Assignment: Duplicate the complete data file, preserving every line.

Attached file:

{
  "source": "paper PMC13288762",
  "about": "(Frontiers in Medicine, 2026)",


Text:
{
  "source": "paper PMC13288762",
  "about": "(Frontiers in Medicine, 2026)",